From the Tutor's Corner

Rambling Thoughts

"No child left behind" (President Bush)
"Excellence is our standard" (Abington School District)

What do these words mean? What do they imply? "Accountability" implies measuring achievement against a previously-established level (bar) of knowledge. So should the bar be raised to show excellence, or lowered to leave no child behind? Should we teach more, or teach less but teach it more thoroughly? In math, should we teach advanced concepts to everyone in grade school even though most will never use them, or should we emphasize fundamental mathematics that almost everyone will use? And where do we set the bar for an Einstein who is a poor reader, or a Shakespeare who can't grasp math, or a Mozart who has trouble with both?

The present emphasis is on raising the bar. Thus in grade school those students who are able to absorb the advanced material are now in a better position to progress even further. But those students who struggled with the old material now find the struggle even harder. They must now contend with more advanced material at the expense of having less time to learn basic fundamentals. For them, raising the bar means that more pass under it. The net result is that those who are capable advance further, while those who are less capable fall further behind.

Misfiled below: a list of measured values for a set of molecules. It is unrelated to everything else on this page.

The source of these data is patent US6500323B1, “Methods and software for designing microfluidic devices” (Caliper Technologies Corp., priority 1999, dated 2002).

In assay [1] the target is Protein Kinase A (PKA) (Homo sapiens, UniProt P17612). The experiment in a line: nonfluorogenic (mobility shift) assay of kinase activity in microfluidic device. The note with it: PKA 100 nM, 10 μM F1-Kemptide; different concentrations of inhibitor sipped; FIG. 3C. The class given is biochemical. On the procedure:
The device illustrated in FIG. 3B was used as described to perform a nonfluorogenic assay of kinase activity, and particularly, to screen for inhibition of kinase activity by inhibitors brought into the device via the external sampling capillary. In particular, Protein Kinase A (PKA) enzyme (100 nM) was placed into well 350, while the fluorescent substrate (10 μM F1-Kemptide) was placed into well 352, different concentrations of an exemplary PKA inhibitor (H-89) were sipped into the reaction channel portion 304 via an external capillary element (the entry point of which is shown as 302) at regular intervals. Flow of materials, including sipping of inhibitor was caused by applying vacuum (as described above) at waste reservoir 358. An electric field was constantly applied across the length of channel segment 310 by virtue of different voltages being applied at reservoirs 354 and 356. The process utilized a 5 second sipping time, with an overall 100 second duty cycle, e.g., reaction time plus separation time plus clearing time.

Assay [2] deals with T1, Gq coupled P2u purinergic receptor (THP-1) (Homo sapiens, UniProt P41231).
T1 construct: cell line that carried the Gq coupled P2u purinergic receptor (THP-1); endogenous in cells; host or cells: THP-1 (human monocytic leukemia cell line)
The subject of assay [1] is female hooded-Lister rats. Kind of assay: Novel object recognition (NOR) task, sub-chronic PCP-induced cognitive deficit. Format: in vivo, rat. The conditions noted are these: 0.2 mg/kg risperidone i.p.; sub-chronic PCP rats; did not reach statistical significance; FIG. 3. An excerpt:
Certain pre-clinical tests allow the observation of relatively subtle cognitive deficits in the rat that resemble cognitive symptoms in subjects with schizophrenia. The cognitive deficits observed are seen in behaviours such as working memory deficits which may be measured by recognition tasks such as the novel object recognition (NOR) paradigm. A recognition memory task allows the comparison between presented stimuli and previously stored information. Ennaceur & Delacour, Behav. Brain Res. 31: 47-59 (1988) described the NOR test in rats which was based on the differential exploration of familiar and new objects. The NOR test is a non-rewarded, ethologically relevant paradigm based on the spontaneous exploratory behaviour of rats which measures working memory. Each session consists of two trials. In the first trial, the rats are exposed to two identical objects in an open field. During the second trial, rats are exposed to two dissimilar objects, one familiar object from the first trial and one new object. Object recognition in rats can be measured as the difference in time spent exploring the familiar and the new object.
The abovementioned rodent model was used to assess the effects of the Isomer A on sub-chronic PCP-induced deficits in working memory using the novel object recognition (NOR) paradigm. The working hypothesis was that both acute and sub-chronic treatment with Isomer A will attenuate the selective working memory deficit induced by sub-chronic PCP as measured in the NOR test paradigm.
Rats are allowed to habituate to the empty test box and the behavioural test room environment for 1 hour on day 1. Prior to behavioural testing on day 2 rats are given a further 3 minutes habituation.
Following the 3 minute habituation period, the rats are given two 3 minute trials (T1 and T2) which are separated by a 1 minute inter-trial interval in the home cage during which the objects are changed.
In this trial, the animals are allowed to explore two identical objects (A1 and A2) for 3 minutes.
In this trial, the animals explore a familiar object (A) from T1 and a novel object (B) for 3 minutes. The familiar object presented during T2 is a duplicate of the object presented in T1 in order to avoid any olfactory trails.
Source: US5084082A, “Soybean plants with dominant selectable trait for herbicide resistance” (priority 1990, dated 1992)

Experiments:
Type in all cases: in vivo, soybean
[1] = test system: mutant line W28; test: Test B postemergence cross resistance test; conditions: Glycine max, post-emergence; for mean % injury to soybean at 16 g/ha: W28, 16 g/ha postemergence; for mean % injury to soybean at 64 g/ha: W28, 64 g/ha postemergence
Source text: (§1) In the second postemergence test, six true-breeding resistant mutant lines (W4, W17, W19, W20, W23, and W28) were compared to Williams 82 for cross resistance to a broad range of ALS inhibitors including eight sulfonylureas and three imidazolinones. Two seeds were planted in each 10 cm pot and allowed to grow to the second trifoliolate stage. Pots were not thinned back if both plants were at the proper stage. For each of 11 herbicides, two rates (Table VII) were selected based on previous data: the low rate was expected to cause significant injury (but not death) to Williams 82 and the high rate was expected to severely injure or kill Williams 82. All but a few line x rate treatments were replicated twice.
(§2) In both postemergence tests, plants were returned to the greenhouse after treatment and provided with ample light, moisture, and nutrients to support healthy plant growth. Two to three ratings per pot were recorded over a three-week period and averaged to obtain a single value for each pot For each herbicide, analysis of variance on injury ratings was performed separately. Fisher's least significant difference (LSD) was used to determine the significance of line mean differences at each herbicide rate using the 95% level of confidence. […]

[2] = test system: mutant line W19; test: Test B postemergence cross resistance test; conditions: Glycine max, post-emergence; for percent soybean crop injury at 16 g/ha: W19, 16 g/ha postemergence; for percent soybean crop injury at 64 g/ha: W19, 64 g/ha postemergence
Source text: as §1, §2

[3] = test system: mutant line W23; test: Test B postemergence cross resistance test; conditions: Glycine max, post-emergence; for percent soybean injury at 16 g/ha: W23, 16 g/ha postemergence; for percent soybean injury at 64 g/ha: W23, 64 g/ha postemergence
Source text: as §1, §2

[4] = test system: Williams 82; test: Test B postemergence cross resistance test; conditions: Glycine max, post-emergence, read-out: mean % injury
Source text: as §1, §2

What is the goal of our educational system? Is it to raise each child to a high level of proficiency in all subjects? Or, is it to raise each child to the highest level of proficiency it is capable of achieving in each subject? Stated differently, should graduation be a pass/fail certificate indicating an overall level of proficiency. Or, should graduation be a scorecard indicating the student's level of proficiency in each subject. Medical evaluations, for example, don't read simply "healthy" or "unhealthy", they detail the patient's status.

Does all this imply that optimum progress requires the early grouping of students according to their ability on a subject by subject basis? Is this the best way to raise every student's basic skills level, while at the same time allowing each student to reach his or her own potential?

These are things I ponder as I wander.

John Schwarz